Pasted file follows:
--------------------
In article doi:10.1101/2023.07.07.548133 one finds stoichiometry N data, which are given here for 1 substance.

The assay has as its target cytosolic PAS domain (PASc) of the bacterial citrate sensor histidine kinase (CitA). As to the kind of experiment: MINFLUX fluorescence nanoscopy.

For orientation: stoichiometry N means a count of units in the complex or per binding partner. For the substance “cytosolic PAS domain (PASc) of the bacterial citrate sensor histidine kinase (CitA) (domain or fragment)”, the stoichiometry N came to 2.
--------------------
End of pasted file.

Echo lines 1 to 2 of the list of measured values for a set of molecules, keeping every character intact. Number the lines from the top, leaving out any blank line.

In article doi:10.1101/2023.07.07.548133 one finds stoichiometry N data, which are given here for 1 substance.

The assay has as its target cytosolic PAS domain (PASc) of the bacterial citrate sensor histidine kinase (CitA). As to the kind of experiment: MINFLUX fluorescence nanoscopy.